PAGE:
At my workplace, we rotate responsibility for cleaning the kitchen on Friday afternoons. Typically, the person responsible for cleaning the kitchen sends out an email telling people to claim their containers of food that aren’t labeled or risk them being tossed into the trash. It prevents the aggregation of molding leftovers. It’s the same drill every week so people know what to expect. When my turn came to clean the kitchen I sent this:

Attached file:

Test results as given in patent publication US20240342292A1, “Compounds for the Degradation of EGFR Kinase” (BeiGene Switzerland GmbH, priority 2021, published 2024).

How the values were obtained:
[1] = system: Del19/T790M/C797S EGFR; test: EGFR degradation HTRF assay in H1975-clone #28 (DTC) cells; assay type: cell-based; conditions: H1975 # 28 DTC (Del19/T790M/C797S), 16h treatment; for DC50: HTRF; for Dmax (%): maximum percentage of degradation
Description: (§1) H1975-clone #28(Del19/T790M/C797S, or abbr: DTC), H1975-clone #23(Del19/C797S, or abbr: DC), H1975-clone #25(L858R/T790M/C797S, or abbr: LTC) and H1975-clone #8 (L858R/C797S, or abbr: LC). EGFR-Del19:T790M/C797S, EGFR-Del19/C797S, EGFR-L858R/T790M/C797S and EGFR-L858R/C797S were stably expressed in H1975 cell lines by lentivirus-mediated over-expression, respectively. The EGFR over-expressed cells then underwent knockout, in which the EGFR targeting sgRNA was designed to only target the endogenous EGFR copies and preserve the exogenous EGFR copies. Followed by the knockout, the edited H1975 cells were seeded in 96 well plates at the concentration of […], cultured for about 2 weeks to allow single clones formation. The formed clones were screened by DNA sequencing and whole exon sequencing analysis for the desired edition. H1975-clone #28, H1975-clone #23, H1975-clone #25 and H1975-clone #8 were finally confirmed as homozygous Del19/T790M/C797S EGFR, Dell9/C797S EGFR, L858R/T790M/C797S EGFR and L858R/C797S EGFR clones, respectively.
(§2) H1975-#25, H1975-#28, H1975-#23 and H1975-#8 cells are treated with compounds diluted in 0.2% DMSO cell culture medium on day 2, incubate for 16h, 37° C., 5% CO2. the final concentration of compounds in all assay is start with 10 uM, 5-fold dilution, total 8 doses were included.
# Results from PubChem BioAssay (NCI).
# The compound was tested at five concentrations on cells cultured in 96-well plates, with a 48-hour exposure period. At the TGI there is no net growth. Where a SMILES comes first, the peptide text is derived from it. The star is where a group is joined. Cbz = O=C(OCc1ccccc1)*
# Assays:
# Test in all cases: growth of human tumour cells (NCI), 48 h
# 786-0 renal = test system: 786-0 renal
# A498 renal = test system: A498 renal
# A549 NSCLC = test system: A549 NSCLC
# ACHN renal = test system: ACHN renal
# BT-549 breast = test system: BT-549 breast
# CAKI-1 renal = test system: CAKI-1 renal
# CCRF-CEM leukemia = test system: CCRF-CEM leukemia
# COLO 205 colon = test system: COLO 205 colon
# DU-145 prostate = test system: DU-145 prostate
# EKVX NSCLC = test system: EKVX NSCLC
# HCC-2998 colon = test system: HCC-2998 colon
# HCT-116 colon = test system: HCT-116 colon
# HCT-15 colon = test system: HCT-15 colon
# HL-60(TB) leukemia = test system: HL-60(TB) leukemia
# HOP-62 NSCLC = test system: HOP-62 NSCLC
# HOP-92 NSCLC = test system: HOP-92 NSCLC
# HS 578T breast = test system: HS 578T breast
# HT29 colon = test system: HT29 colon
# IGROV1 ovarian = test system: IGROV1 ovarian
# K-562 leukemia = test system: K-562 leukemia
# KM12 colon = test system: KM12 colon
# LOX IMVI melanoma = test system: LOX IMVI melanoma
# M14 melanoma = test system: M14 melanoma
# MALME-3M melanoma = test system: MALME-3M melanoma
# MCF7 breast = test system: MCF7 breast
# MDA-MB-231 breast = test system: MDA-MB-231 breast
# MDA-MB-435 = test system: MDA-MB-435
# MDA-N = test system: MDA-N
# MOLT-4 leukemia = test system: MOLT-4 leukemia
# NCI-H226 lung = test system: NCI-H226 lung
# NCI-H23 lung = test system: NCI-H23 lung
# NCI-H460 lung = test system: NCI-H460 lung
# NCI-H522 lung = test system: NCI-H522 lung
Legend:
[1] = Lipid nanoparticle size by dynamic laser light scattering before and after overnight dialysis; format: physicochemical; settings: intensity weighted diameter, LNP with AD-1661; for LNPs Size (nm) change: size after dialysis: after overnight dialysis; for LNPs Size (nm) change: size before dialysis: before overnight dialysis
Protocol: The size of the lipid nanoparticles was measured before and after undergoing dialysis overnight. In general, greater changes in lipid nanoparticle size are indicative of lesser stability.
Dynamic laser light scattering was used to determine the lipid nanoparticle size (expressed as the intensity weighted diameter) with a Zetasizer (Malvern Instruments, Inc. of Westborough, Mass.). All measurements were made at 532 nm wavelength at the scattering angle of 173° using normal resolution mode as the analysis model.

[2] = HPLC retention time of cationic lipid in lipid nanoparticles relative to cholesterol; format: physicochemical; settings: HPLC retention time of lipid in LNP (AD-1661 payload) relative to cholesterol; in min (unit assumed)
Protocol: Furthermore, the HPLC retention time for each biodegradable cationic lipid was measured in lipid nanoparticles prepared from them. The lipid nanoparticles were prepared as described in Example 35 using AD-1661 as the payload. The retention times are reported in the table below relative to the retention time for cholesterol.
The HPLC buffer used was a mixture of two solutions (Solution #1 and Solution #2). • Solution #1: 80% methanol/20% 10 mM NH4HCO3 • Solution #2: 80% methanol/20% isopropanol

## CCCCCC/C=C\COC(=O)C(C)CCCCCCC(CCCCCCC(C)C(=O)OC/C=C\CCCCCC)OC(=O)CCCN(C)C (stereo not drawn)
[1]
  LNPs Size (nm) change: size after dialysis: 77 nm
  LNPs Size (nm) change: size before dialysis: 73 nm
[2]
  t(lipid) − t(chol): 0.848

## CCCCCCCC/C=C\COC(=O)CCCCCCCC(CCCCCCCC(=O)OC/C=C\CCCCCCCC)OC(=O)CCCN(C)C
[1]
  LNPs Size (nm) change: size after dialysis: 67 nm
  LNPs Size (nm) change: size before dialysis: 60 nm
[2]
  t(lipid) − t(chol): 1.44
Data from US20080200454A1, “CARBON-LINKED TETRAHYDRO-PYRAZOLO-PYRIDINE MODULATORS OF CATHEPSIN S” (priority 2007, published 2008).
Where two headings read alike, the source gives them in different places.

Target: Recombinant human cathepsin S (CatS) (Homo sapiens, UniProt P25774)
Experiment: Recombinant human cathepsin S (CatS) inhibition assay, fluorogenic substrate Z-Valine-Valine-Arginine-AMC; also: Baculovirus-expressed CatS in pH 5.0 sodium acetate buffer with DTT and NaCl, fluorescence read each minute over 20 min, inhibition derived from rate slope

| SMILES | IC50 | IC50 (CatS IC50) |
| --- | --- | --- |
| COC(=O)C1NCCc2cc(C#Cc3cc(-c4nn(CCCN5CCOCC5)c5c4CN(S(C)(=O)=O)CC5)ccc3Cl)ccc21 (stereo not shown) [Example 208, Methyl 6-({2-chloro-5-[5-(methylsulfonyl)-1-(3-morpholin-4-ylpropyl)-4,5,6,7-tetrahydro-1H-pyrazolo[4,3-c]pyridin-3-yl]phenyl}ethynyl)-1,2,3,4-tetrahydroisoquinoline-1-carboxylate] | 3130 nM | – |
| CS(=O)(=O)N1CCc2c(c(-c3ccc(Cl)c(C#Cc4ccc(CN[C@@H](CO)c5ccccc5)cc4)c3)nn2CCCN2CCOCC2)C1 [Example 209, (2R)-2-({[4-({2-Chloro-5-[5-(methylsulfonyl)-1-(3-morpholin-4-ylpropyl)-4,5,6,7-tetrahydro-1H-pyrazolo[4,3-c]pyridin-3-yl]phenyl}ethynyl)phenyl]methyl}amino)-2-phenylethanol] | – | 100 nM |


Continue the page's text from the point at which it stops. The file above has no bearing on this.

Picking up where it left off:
A slice of space suspended about eighty-two feet in the air containing a sixty-four square foot room shared by a multitude of individuals entering and leaving at continuous intervals, splashing a bit of coffee here and there, dropping a hot Amy’s Low Sodium Vegetable Lasagna that ejects a dollop of tomato sauce onto the counter, scattering bits of seasoning and condiments while in a hurry, not wanting the people waiting in line to sense that their lunch hour is constricting even as one casually flips through a magazine, his or her mind not reading the words but already thinking about the first task to complete after eating the leftover rice and lentils that were delicious the night before but now seem bland and unappealing and will undoubtedly impart a mild taste of burnt popcorn when reheated, the kitchen, while not physically the center of this floating part-time community known as the eighth floor, serves as the primary location where people gather to prepare, to nourish, to wash, to talk, and while calling it a kitchen takes license with our proper notion of a functioning kitchen that would normally include pans, utensils, ovens, burners, a pantry, and a small window that looks out at a birch tree or an herb garden, it nonetheless carries out its task five days a week, asking nothing in return but a gentle rubbing and soothing, a caressing with sponges, disinfectant, soap, and water, ready to enter the weekend fresh and invigorated, without concern for the plastic container of chopped vegetables, the sixteen ounce juice smoothie that is almost empty, the peach yogurt that will reach its expiration in six days, the waxed bag containing half a turkey sandwich, all paraded before the kitchen in full view, begging forgiveness for their time spent huddled in a forty-degree environment protected against bacteria, mold spores, and scavenging rodents, their final destinations uncertain unless claimed by a particular member of the community within the final few minutes of the fifth day of normal operations, the tension mounting as high as the contents in the communal trash can, the moment when the fruit flies sit still and the coffee urn sighs, and everyone catalogs in their minds or through conversations with co-workers the coming events, dinners, gatherings with friends, trips both recreational and practical, and leisure periods for the approaching sixty-three hours before it all begins again.